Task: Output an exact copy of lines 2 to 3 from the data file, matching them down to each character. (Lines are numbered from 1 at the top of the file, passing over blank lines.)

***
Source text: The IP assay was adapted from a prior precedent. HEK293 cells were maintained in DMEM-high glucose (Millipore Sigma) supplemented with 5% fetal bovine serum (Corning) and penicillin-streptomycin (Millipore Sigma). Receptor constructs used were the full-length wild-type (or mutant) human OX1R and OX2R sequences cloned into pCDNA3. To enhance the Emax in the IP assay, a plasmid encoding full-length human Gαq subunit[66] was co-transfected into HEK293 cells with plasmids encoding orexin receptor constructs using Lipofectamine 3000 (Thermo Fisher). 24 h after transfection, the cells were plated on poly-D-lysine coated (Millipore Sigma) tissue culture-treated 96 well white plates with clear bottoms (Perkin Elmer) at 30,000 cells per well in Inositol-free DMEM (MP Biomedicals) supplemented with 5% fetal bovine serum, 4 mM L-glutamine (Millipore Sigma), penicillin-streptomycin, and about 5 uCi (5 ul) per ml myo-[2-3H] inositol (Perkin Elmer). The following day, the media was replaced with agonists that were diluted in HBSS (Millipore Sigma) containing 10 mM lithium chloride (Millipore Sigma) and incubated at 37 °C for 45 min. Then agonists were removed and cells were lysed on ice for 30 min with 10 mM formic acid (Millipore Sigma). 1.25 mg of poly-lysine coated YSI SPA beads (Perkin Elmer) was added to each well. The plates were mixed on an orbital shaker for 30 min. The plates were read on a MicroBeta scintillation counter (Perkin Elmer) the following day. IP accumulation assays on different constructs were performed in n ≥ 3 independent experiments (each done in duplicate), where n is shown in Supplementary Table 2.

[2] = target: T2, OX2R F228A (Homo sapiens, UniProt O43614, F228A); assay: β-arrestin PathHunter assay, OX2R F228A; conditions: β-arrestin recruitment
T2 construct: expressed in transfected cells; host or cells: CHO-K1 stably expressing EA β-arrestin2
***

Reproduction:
[2] = target: T2, OX2R F228A (Homo sapiens, UniProt O43614, F228A); assay: β-arrestin PathHunter assay, OX2R F228A; conditions: β-arrestin recruitment
T2 construct: expressed in transfected cells; host or cells: CHO-K1 stably expressing EA β-arrestin2